A Look At Bitcoin Fungibility And Why It’s So Important

Bitcoin fungibility has long been the center of a debate that has been waged since its early days. In Bitcoin’s infantile stage, most people wrongly believed the coin to be anonymous. However, nowadays, it’s well-known that Bitcoin isn’t private. In most ways, due to its open blockchain, it’s quite the opposite. This realization has led to some heated debates regarding the world’s fungibility’s first cryptocurrency.

What is fungibility

To understand the Bitcoin Fungibility debate, you first need to understand what fungibility is and why it’s vital for a monetary system. Fungibility is a term that refers to the ability of a currency to be exchanged for another of the same currency without any change in value. Notably, fungibility plays a vital role in the way blockchains work.

For example, gold is fungible, meaning any two pieces of gold that are of the same grade and weight hold the same value. They are indistinguishable from each other. Fiat currency is semi-fungible for a few reasons. Yes, any two-dollar bills hold the same value in theory. However, there are unique serial numbers on each bill that can track and record a certain bill’s history. In the past, these serial numbers have been used to track fiat currency globally.

Fungible vs. Non-Fungible Tokens

Nun-fungible tokens (NFTs) are different than fungible tokens in that they are unique in nature. They are not interchangeable for other tokens of the same technical characteristics. Each NFT holds its own value based on what it represents. Some NFTs represent real estate, documents, art, and more.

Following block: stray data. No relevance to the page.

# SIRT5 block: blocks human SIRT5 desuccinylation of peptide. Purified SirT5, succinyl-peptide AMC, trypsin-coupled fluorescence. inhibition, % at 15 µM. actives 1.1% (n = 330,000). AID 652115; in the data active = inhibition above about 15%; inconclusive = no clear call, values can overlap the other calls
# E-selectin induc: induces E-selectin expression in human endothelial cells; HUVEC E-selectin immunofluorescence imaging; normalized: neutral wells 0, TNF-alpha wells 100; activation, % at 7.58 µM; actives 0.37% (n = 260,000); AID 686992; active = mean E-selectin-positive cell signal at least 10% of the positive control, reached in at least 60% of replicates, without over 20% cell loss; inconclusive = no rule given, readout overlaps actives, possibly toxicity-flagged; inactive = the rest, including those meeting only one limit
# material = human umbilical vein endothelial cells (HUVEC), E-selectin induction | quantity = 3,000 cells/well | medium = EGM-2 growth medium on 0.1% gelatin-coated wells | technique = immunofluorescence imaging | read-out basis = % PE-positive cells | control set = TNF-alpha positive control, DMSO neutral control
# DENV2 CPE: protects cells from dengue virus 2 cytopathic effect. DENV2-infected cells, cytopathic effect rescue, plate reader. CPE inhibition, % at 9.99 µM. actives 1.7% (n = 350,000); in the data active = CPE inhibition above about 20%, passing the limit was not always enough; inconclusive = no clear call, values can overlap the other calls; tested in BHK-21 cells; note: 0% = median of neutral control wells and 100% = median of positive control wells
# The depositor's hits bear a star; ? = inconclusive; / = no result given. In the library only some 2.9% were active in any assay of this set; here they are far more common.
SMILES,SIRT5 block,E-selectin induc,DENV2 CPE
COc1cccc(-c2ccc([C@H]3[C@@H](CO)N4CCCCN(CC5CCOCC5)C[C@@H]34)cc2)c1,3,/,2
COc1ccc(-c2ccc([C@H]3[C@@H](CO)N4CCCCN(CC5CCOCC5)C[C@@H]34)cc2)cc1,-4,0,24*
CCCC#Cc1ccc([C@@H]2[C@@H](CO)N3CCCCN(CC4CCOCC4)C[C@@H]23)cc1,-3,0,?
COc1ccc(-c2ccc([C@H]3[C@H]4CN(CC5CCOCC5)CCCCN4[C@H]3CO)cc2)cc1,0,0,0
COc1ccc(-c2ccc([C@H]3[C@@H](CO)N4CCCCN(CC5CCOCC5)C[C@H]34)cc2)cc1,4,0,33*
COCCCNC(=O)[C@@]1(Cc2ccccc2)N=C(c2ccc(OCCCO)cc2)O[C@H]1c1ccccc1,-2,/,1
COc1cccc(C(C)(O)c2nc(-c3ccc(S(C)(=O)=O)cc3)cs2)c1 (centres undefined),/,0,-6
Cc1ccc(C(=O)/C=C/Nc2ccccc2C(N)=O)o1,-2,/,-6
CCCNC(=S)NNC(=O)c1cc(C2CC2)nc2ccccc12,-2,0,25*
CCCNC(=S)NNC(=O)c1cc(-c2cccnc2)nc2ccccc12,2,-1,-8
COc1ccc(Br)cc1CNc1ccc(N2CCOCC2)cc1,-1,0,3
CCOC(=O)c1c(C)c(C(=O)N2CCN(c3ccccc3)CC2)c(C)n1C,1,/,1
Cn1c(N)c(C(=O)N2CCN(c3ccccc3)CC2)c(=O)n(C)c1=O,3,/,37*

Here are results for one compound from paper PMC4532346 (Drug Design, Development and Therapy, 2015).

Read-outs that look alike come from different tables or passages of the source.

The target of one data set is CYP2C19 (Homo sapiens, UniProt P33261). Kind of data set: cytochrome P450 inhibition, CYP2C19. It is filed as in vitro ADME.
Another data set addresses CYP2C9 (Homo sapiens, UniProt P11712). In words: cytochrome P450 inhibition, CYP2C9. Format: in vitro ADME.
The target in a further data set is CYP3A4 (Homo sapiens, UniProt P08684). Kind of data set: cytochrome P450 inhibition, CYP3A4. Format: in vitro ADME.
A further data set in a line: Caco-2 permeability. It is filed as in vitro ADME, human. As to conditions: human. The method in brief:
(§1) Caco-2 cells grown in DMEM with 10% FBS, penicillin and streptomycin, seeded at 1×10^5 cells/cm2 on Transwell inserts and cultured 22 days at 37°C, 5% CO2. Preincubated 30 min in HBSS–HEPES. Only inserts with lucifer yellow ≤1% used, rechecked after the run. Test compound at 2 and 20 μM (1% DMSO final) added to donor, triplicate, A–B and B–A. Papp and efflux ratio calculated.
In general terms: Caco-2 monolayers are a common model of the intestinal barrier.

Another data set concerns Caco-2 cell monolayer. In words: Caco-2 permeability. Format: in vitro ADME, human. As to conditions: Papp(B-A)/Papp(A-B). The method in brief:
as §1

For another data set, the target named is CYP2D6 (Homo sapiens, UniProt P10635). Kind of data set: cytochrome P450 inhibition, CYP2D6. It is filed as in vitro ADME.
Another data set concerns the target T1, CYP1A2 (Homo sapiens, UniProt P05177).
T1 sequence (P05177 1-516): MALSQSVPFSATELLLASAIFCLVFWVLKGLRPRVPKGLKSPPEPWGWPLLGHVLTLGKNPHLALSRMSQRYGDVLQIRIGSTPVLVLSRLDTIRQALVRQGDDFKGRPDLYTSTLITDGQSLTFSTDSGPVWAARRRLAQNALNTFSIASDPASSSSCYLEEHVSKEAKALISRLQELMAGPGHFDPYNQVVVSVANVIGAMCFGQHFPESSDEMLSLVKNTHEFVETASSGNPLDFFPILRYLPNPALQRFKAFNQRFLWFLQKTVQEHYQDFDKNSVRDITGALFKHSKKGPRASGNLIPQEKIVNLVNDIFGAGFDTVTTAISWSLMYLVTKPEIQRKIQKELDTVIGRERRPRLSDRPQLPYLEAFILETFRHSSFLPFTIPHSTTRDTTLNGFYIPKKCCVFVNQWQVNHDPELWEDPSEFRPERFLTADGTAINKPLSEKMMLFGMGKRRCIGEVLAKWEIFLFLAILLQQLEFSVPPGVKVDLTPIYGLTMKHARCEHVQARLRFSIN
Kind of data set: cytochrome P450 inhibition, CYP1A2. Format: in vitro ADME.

Is Bitcoin Fungible?

The answer to this question is yes and no. Bitcoin is considered semi-fungible because, in its natural state, it’s not as anonymous as gold or fiat currency. All Bitcoin transactions are traceable. Since it can track it, it leaves regulators in a position of power to ban or blacklist certain coins in the future.

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William K. 1 week ago Member's comment

Since I have been the target of two extortion attempts tha demanded payment in Bitcoin, I find myself rather opposed to the ability to hide transactions. In fact, it seems that the primary goal would be to facilitate criminal financial activity. It may be that there are a few legitimate reasons for keeping the source of money hidden, but mostly it appears that it is for criminal purposes. Drug trafficers could avoid needing to smuggle large amounts of cash across borders by the use of Bitcoin, and that would save them from the risk of the payments being intercepted. And certainly having the previous ownership of funds hidden would make prosecution for extortion and blackmail more challenging.

So why aid and abet the criminal enterprises???